Interest in airborne minerals effecting human health has grown exponentially in the past decades. Erionite is a naturally occurring, zeolite group mineral. It usually is found in volcanic ash that has been altered by weathering and ground water. Erionite forms brittle, wool-like fibrous masses in the hollows of rock formations. Its color varies from white to clear, and it looks like transparent, glass-like fibers. Some properties of Erionite are similar to the properties of asbestos; however, Erionite is not currently regulated by the U.S. Environmental Protection Agency (EPA). The World Health Organization (WHO) has classified Erionite, a zeolite group mineral, as Group I carcinogen.  It is believed that exposures to Erionite pose a more potent health hazard than asbestos. Precise definition of Erionite, types of these fibrous minerals and characterization requirements continue to raise questions in the scientific and analytical community. This presentation will discuss the background of Erionite, health effects, where Erionite is commonly found, project case studies as well as some of the analytical issues surrounding Erionite analysis.   

10:45-11:45am
Lead Roundtable and Committee Meeting – Open to All


1:00-2:15pm
Session 20
Effectiveness of NIOSH 7400 for Post-Abatement Clearances - Do PCM Clearances Adequately Protect Public Health?
Lee Poye
NIOSH 7400 was originally developed to corroborate the effective level of protection to be employed by asbestos industry and abatement workers; not for post-abatement clearance. The method’s precision depends on significant fiber loadings which seldom occur in post-abatement clearances. Moreover, to overcome this shortcoming, the method specifies collection of 3,000 to 10,000 liters in “relatively clean atmospheres…less than 0.1 fibers/cc”. This requirement is rarely, if ever, attained in the field due to the excessive time required to collect such large volumes. Chrysotile accounts for greater than 90% of all asbestos commercially utilized in the United States. However, due to its mineralogical habit of breaking down into very thin fibrils (< 0.02 mm), it is also the most challenging of the six asbestos types to resolve by optical microscopy (PCM). This presentation will attempt to define the thinnest chrysotile fiber visible by PCM in real world situations and to address the population of chrysotile fibers that are potentially missed in post-abatement clearances. Finally, a review of published investigations detailing dimensions of chrysotile fibers detected in human tissue analyses, as well as the toxicity of chrysotile will be examined.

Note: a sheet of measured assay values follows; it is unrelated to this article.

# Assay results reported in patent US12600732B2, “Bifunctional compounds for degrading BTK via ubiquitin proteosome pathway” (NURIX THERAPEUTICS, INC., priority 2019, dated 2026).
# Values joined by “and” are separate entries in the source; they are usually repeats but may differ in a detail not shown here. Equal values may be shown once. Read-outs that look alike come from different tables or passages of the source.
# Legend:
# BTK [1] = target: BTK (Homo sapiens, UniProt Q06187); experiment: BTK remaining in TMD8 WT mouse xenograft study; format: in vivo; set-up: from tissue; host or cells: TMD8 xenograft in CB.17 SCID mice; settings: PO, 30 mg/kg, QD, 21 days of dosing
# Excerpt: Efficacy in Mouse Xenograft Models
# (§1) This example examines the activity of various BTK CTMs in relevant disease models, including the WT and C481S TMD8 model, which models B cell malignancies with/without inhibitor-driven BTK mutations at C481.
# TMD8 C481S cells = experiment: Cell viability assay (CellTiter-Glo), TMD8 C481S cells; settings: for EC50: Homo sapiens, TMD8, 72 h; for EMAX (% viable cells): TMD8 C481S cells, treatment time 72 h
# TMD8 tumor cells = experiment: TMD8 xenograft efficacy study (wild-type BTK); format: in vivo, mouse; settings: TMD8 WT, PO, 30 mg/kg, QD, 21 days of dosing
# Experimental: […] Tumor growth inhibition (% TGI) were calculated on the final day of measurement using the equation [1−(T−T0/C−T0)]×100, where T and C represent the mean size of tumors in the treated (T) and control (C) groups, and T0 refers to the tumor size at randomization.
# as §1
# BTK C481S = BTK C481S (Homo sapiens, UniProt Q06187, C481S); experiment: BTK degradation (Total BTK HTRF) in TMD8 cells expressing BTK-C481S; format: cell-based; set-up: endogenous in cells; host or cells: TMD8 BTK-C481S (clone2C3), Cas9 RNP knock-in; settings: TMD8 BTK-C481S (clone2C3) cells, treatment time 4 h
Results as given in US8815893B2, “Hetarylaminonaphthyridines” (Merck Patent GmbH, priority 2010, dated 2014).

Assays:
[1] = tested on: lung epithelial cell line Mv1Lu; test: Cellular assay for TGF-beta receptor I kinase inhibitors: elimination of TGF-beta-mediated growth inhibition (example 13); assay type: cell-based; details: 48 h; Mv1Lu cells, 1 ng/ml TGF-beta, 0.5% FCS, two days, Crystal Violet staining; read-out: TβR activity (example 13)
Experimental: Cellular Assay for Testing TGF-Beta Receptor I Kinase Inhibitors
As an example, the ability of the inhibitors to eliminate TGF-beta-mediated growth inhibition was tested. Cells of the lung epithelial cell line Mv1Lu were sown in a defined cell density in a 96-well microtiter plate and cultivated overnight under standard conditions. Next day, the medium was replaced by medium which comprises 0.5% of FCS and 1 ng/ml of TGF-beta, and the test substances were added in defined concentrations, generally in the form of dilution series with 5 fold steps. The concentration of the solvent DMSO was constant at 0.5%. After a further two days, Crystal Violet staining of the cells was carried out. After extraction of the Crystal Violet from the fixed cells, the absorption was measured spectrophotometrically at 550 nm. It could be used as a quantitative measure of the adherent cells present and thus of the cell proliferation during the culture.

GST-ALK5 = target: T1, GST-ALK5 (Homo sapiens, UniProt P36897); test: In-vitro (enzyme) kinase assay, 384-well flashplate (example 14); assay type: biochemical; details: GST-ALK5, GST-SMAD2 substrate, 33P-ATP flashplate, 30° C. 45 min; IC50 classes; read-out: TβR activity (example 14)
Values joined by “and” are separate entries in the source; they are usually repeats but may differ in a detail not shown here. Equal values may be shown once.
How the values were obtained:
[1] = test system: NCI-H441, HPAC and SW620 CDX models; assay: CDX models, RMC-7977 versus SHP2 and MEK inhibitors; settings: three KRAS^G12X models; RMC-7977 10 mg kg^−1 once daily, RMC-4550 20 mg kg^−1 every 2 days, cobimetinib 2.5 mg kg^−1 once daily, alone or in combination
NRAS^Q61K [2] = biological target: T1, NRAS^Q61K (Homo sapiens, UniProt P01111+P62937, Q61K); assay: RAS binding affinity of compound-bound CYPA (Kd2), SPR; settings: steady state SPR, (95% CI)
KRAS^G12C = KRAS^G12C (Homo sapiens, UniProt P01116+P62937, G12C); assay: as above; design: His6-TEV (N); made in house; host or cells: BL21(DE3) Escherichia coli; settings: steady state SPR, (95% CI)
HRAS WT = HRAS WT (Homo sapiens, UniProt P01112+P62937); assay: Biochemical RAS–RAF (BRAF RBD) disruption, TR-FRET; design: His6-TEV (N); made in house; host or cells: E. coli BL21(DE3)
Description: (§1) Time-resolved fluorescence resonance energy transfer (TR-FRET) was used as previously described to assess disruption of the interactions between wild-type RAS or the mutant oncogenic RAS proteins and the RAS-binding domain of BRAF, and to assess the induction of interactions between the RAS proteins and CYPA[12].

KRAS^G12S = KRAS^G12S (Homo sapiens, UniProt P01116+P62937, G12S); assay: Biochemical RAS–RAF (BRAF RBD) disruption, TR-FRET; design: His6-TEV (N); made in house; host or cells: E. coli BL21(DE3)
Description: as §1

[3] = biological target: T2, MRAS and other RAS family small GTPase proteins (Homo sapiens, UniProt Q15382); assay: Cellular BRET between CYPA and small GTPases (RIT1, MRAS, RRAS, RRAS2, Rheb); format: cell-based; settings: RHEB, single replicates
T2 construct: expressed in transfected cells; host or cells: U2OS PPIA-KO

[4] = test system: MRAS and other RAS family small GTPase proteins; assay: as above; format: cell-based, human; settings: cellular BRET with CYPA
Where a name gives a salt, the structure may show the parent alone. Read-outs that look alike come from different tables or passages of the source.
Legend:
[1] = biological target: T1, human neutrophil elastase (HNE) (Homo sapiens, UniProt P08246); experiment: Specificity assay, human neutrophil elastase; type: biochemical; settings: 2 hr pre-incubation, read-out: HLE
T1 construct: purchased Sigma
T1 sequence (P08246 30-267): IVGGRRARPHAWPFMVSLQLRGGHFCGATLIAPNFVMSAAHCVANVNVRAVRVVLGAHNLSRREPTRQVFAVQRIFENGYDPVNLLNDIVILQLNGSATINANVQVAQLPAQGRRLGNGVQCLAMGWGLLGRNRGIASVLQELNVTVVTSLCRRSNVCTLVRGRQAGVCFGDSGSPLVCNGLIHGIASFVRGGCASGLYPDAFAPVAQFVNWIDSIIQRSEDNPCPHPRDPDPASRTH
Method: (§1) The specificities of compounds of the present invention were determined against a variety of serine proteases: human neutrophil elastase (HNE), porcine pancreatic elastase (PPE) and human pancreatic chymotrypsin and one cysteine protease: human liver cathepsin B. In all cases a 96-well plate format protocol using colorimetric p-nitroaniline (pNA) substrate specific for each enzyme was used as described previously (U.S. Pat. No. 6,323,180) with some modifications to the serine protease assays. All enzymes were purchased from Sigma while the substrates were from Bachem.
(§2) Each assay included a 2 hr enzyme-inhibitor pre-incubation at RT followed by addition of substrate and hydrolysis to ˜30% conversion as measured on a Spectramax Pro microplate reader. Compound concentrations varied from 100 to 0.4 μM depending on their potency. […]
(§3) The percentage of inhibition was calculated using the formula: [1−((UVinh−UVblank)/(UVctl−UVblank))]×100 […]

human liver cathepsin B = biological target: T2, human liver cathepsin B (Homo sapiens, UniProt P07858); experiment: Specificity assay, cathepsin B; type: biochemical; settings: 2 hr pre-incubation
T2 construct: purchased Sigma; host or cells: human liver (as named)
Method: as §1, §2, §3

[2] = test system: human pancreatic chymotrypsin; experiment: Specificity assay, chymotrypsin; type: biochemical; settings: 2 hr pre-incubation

Session 21
Big Foot, The Loch Ness Monster and Asbestos Enforcement
Eric Goeller The presentation would be a discussion of asbestos regulatory enforcement at the county and state level.  In Florida some counties are self-regulating and have very well-known programs.  Other counties are regulated by the state and each region has different interpretations of the regulations and some are more evolved than others.  How do we as consultants and contractors respond?

Session 22
State of the Abatement Industry – 2017 Update
BJ Fungaroli
This presentation analyzes both public and private data on the asbestos, lead, mold and other indoor hazardous material abatement market, and the trends in the market place across the country. Informal interviews of industry participants are have been conducted to broaden the reach of our views. We will look at what areas of the market are excelling and what areas are not, what potential growth markets are out there and where they are failing. We will delve into what your competitors are doing and why they are doing it. This session will apply to consultants, laboratory personnel, and especially contractors, who have any exposure within these markets.

2:30-4:00pm
Asbestos Roundtable and Committee Meeting – Open to All

EIA Roundtables & Technical Committee Meetings:

  • Indoor Air Quality